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With oil and gas companies under increased scrutiny for how they choose to use their record-breaking profits in 2022, the chief executive of Cenovus Energy Inc. took aim at critics Wednesday by highlighting the billions of dollars the industry is expected to contribute in taxes and royalties this year.
In a conference call to discuss the company's third-quarter earnings, Cenovus CEO Alex Pourbaix cited a recent analysis by investment firm Peters & Co. that predicts the oil and gas sector will return approximately $50 billion in the form of royalties and taxes to Canadian federal and provincial governments this year.
"That’s money that pays for health care, education, arts and culture and much more across this country," Pourbaix said. "To put this in perspective, our sector’s anticipated government contributions this year are equivalent to more than two-thirds of the funding for all of Canada’s hospitals last year.”
Pourbaix's comments come just days after President Joe Biden accused U.S. oil and gas companies of "war profiteering" and floated the possibility of a "windfall tax" on the sector unless it uses some of its record revenues to help lower fuel prices for American consumers.
Canada's oil and gas sector has also been under fire recently from critics who say companies should be using more of their hefty profits to invest in decarbonization projects. Federal Environment Minister Steven Guilbeault has said the industry should be putting more money into clean energy projects instead of share buybacks and dividend increases.
The oil and gas industry is enjoying eye-popping profits in 2022 in the wake of Russia's invasion of Ukraine, which destabilized global energy markets and sent commodity prices soaring.
On Wednesday, Cenovus Energy Inc. reported its third-quarter profit almost tripled compared with a year ago. The company earned $1.61 billion or 81 cents per diluted share for the quarter ended Sept. 30, up from $551 million or 27 cents per diluted share a year earlier.
Revenue for the quarter was $17.47 billion, up from $12.70 billion in the same quarter last year, and the company also declared a variable dividend payment of 11.4 cents per share in addition to its base dividend of 10.5 cents per share.
This year's oil boom comes on the heels of nearly a decade of depressed prices, layoffs and industry consolidation, so those companies that made it through the lean years are choosing in 2022 to spend their excess cash on paying down debt and rewarding shareholders, rather than investing in major capital projects or expansion. Cenovus, for example, has reduced its net debt from $9.6 billion to $5.3 billion since the start of the year.
Cenovus CEO takes aim at oil and gas critics; says sector pays billions in taxes. #ClimateChange #ClimateCrisis #FossilFuels #WindfallTax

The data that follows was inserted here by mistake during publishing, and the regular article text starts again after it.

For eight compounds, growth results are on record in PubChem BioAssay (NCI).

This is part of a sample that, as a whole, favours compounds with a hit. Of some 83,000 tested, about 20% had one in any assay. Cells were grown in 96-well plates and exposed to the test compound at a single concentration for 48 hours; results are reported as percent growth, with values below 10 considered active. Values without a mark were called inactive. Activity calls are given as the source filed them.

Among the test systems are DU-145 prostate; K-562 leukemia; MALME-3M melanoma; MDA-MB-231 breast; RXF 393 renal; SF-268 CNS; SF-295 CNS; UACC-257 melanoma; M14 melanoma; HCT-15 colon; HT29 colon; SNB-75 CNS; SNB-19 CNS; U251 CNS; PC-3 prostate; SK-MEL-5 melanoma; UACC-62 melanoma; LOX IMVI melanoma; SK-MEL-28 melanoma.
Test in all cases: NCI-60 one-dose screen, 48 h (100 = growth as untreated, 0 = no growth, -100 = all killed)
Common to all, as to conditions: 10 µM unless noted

Cenovus is also a member of the Pathways Alliance, a consortium of oilsands companies that is exploring the possible development of a major carbon capture and storage network in northern Alberta.
While the federal government has created an investment tax credit for carbon capture projects, at the urging of industry, Pourbaix said Pathways is also looking for government to help offset some of the ongoing operating costs of such a project.
“This goal of decarbonizing not just the oil and gas industry, but every major heavy industrial industry in Canada, is a massive task. It is a huge lift," he said.
"Industry is going to spend many millions of dollars on it ourselves, but pretty much every jurisdiction in the world that is proceeding on carbon capture and storage is really doing that with significant involvement of multiple levels of government.”
The Pathways Alliance has said it could spend up to $16.5 billion on its carbon capture and storage network before 2030, but it has not yet pulled the trigger to go ahead with it.
Environmentalists have criticized the Pathways group for not moving faster. Earlier this fall, clean energy think-tank Pembina Institute criticized Pathways Alliance for what it called its failure to make any significant decarbonization investment decisions in the year since the organization launched.
On Wednesday, Jan Gorski, Pembina's oil and gas program director, said Pourbaix's emphasis on royalties and taxes is a distraction from the main issue — which is that the Canadian energy industry has been more talk than action when it comes to its net-zero pledges.
"Despite the fact that the royalty payments are higher, there's still huge profit margins there, and they are not being invested at the pace needed to reduce emissions," Gorski said.
On Wednesday, Pourbaix said Pathways is still in "productive discussions" about its proposed carbon capture project with the federal government, as well as the government of Alberta.
"We are ready to move forward with more advanced investment decisions about these significant decarbonization projects once governments provide assurance that the necessary policy mechanisms and supports are in place," he said.
Cenovus' total upstream production for the three months ended Sept. 30, 2022 was about 777,900 barrels of oil equivalent per day down from 804,800 boepd in the third quarter of 2021, while its downstream throughput averaged 533,500 barrels per day, down from 554,100 bpd a year earlier.
On an adjusted basis, the company says its funds flow amounted to $1.49 per diluted share for the quarter, up from $1.15 per diluted share in the third quarter of 2021.
This report by The Canadian Press was first published Nov. 2, 2022.